Rainbows and Restrooms
My 5 year old started kindergarden in September. Aside from the normal worries most parents have about their little ones – will they be hungry, will they soil themselves, will they get picked on, will the teacher be nice, will they make friends – I had an extra worry: will the restroom be safe?
Maybe other parents worry about this too, or maybe they don’t think about it at all? I don’t remember being overly worried when our daughter started school 4 years ago. The kindergarden class had its own single washroom right beside the classroom, and my biggest worry was that she wouldn’t close the door!
Now that my youngest is going to the same school and the class is right beside this kindergardeners-only single washroom, it didn’t occur to me until the first week that restrooms would be an issue. Until I found out that the teacher takes the kids to the bathroom right before lunch and recess – she takes them all single file to the main washrooms around the corner, and sends the girls to the girls’ washroom and the boys to the boys’ washroom.
Yesterday my son came home and told me that he had gone into the boys’ washroom and 5 boys had told him he couldn’t be in there, that he wasn’t a boy. He assured them that he WAS a boy, and he was in the right spot. I don’t know what happened after that – did he use the restroom? Did he cry? Did he walk back out? Did they push him? Did they laugh at him? Did they ask to see his penis??
Perhaps his long hair, blue butterfly dress, peach leggings, and pink shoes confused them. Yes, I could see how that could happen. Totally understandable and I don’t blame them at all for thinking he is a girl! He’s a rainbow. He always has been, and his colourful sweetness is a bright light in an otherwise plain world.
I suddenly realized that the boys’ washroom was not a safe place for him to be. I remembered what happened to my good friend’s son when he started kindergarden 4 years ago – after acting strangely for a few weeks, he finally told his Mom that the boys in the restroom were making him put their penises in his mouth but he didn’t want to tell her because he knew she would be mad! A cold chill ran through my bones yesterday when that suppressed memory came rushing to the forefront of my brain…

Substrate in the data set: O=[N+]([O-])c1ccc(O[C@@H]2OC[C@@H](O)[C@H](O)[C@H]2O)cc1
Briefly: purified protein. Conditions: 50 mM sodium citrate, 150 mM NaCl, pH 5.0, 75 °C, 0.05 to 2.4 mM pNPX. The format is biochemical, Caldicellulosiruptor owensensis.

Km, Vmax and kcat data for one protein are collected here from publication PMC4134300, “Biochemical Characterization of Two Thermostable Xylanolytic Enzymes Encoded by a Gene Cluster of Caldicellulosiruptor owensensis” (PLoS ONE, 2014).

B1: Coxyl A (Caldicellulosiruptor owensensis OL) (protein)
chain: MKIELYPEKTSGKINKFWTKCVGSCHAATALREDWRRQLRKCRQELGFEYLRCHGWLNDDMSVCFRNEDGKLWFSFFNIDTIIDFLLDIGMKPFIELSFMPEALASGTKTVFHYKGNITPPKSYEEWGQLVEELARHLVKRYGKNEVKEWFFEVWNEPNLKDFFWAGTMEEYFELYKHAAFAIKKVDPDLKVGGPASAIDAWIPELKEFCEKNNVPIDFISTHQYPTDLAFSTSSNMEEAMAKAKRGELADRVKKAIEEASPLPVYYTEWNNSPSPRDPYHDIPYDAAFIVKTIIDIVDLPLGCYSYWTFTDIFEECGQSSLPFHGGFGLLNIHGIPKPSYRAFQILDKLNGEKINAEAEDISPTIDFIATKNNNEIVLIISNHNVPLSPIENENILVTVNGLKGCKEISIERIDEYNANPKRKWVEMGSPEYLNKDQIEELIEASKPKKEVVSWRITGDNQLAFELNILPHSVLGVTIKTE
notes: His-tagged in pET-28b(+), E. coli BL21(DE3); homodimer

Twice I had asked the teacher to make my son use the single washroom beside the classroom – was she not doing that?? Why was he using the big washroom with other boys? Perhaps my son had wanted to blend in and just went where he was told. I decided to talk to the teacher the next morning to insist that he not be allowed to use the boys’ washroom. He was too young to defend himself or stand up to more aggressive boys.
This morning as I was getting the kids’ backpacks ready, I looked into his agenda (I should really get in the habit of doing that right after school so I can deal with things same-day). In yesterday’s spot, the teacher had written a long note to us. It said that they were trying to teach our son to use the single washroom before recess and lunch, and that the Principal of the school was going to be taking him there yesterday and today. Then an older student would be taking over and escorting him each day, presumably for the remainder of the semester. They want him to have an escort because the single washroom doesn’t have a sink, so the escort will bring him back to class to make sure he washes his hands before eating.
WOW!!! The PRINCIPAL?? Oh my! I was so happy to read this note, and so touched that the Principal was taking time out of her busy schedule to escort MY child to the restroom!!! I went from anger, worry, and despair to elation and relief within seconds. Whew!
They are stepping up and looking out for my child. I hate that we are needing extra attention (some would say coddling?), but I am eternally grateful that they are taking my child’s feelings and safety into consideration. I don’t know how other schools deal with things like this, if at all, but I am so happy that my kids go to a school that recognizes gender neutrality.
Who knows how this is going to turn out! I have no idea what’s going to happen when he’s in Grade 1 and not allowed to use that single restroom anymore! Will he opt for boy clothes so he can use the washroom safely? Will he hold it all day and get a bladder infection? Will he hate school and not want to go? I would rather pull him out of school than have him be afraid to use the bathroom.
I will always let my son be whoever he wants to be, and if he chooses to wear dresses and have long hair because he wants to be a girl, so be it. If he wants to tell people he’s a boy, fine. If he wants to tell people he’s a girl, that’s cool too. He will make his own decisions and find his way in this world. My job is not only to guide him, but also to be his soft place to land when things go sideways. I will always greet him with a smile and a hug, whether he’s wearing a dress or not!